October 26, 2016

Aceh: Discriminatory Bylaws Violate Human Rights

Photo courtesy of Chaideer Mahyuddin @ AFP/Getty Images.

 

Citizens of  Aceh face public corporal punishment for a range of behaviours named offences by the 2015 Islamic Criminal Code Bylaw. Although the people of Aceh previously expressed their opposition to conservative Sharia law, it has been imposed on them. The abuses committed towards women and LGBT people in the name of morality are particularly worrying.

 

The following article was published by The Jakarta Post:

 

While President Joko “Jokowi” Widodo has committed to improving the lives of women across the country, including by ending violence against women and girls, those who live in Aceh face an increased risk of all kinds of violence following the introduction of a discriminative Islamic Criminal Code Bylaw (Qanun Jinayat) a year ago.

The bylaw has unfairly punished women and girls following its implementation on Oct. 23, 2015. Civil society groups have called on the government to impose a moratorium on the implementation of the bylaw to create space for improvement.

The Institute for Criminal Justice (ICJR) recorded that the Aceh Sharia Council had issued sentences for 221 violations of sharia from January to September this year. Punishable acts according to the Qanun Jinayat include drinking liquor, khalwat (affectionate contact between unmarried couples), liwat (homosexual relationships) and musahaqah (lesbianism) and 180 people in Aceh were caned within the first nine months of this year for these supposed violations.

According to the ICJR, some of the punished locals have suffered between 40 and 200 lashes for going on a date in public or being too physically close to someone of the opposite sex.

Solidaritas Perempuan (Women’s Solidarity) documented 33 cases of locals being punished for expressing affection in public or for dating. The punishments were carried out in open spaces where others, including children, could see the caning.

“Qanun Jinayat regulates appropriate behavior for women and girls. It encourages people to think that it is wrong for women to be out of the house in the evening or to be out with men,” Nisa Yura of Solidaritas Perempuan said on Sunday.

“Of all the other more urgent things the local administration must do to improve the lives of people of Aceh, they choose to control morality,” she added.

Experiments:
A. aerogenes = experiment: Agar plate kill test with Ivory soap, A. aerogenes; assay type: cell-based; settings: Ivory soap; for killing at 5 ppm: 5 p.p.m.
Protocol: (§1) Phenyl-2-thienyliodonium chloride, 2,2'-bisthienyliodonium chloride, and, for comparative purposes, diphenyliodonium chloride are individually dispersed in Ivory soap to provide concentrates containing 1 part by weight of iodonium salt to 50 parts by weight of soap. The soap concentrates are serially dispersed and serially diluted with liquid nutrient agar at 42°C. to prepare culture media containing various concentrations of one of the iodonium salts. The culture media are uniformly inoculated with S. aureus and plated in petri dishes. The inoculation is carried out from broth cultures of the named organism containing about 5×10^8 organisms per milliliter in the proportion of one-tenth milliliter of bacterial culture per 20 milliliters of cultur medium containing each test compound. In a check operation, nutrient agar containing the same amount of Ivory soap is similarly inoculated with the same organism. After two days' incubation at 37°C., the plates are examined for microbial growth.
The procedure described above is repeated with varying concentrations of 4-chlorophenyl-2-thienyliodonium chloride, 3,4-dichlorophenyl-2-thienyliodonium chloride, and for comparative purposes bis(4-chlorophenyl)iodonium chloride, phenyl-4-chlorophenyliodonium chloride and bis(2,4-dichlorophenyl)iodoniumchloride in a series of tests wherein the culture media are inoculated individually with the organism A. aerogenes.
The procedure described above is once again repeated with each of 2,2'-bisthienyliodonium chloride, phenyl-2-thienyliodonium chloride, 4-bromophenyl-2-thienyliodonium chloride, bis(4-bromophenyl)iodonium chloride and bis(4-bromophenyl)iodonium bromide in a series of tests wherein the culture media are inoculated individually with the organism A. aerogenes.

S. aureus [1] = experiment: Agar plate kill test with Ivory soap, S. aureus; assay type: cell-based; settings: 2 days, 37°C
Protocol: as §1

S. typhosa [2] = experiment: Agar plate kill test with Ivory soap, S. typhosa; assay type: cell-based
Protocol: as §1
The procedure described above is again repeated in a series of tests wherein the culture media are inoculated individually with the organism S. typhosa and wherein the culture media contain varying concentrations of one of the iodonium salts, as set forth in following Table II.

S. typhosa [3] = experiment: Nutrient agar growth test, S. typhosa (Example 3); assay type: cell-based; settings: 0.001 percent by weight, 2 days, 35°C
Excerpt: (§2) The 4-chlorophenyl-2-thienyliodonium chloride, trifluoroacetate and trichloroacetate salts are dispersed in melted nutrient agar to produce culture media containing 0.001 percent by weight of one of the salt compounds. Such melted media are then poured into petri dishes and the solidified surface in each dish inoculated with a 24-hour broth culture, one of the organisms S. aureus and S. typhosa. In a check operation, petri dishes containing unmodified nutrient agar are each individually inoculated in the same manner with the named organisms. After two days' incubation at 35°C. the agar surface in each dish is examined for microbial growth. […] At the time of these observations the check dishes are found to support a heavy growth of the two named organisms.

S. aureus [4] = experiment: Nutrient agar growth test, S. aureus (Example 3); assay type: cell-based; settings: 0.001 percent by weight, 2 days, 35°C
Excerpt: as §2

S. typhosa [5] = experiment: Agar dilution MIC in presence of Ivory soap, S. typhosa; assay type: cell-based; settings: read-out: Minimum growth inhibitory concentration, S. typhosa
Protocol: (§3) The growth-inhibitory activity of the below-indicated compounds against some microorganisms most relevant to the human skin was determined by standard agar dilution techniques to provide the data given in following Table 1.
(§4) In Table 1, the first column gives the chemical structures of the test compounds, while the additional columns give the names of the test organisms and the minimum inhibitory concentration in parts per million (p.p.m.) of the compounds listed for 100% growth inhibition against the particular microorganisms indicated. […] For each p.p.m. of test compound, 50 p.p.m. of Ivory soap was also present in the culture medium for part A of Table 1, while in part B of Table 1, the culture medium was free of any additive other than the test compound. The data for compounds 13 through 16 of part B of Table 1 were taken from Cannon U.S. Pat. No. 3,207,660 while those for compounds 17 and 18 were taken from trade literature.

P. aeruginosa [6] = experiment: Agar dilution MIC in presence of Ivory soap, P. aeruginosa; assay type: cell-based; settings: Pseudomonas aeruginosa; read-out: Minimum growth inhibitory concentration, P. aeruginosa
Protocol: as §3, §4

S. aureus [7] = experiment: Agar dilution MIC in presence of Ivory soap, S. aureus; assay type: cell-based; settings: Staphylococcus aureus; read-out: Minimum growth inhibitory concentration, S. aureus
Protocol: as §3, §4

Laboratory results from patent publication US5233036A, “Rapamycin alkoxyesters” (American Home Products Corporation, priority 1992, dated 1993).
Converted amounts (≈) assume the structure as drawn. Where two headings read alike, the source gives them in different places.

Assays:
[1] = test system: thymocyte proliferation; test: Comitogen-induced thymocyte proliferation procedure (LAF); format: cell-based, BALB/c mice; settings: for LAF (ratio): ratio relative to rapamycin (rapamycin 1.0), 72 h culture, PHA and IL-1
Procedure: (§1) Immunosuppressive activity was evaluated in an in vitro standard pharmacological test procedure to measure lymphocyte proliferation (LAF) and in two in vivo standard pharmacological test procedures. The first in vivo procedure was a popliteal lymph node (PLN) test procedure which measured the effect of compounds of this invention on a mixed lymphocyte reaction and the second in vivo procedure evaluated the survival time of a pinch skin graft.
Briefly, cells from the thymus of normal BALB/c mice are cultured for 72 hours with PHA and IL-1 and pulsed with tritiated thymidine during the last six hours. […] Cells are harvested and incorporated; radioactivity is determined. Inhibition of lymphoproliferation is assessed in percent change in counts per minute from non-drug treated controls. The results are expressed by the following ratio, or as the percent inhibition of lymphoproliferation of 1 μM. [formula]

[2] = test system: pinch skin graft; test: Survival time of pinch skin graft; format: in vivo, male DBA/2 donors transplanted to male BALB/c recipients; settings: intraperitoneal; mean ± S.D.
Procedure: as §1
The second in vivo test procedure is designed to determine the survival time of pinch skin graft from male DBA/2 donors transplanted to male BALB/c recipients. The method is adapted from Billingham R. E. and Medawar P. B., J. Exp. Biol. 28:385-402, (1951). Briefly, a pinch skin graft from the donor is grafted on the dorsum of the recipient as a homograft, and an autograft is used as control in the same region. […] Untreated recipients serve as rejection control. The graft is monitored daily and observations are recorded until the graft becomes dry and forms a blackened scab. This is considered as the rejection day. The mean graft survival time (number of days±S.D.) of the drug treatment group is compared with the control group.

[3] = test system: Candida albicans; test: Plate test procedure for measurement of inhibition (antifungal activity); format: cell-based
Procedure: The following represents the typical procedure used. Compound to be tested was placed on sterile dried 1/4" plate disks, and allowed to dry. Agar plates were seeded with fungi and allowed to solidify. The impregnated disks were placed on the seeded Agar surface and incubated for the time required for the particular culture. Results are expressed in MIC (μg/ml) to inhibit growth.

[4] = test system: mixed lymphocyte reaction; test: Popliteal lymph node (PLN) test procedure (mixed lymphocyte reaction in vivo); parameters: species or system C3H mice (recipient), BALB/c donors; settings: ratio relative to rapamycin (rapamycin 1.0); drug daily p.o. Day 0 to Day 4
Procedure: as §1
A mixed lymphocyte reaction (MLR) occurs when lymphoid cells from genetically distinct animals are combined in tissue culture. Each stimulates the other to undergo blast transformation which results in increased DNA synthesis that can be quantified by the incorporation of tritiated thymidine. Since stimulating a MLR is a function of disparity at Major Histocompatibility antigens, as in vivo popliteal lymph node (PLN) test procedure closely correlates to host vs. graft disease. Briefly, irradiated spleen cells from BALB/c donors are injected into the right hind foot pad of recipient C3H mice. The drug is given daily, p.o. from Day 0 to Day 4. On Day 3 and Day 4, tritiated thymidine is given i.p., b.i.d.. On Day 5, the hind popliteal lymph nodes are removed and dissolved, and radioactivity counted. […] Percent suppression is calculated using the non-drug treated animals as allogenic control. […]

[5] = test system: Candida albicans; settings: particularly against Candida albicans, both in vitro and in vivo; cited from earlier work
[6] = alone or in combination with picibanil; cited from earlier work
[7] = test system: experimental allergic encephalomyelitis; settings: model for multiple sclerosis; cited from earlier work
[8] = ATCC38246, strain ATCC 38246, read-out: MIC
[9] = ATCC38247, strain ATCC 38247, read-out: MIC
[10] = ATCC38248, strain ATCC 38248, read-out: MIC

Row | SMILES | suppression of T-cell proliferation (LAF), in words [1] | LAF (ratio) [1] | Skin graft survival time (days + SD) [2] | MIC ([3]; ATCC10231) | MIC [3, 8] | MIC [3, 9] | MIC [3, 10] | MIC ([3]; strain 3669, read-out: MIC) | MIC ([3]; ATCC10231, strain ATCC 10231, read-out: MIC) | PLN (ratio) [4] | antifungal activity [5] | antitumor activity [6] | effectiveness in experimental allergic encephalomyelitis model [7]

Qanun Jinayat is one of 421 discriminative bylaws recorded by the National Commission on Violence against Women (Komnas Perempuan) up to mid-2016.

It was passed after Aceh’s special status and autonomy gave the province the power to implement sharia. Aceh was granted special autonomy, including in the formulation of its own bylaws, as part of the Helsinki peace agreement between Indonesia and the Free Aceh Movement (GAM) in 2005.

The Aceh administration has since applied sharia-inspired bylaws that regulate behavior. Among other examples, the bylaws force women to wear headscarves, prohibit those of the opposite sex from riding on the same motorcycle, and separate female and male students in schools.

In its first year of implementation, Qanun Jinayat imposes a sentence of caning, varying from 40 to 200 strokes, and fines of between 40 and 2,000 grams of gold, acts considered crimes against Islamic law, but not the country’s Criminal Code (KUHP). Qanun Jinayat is applied to Aceh’s Muslim and non-Muslim populations.

The Aceh provincial administration claims that the implementation has been a success in guiding public morality.

Forum for Female and Child Victims of Violence activist Samsidar called the bylaw a legal setback that only dealt with minor offenses but failed to curb more serious crimes such as rape.

“These serious sexual crimes are far more harmful to others compared to cases of adolescent courtship and close proximity, but if you violate these less serious crimes, people are caned in public,” said Samsidar.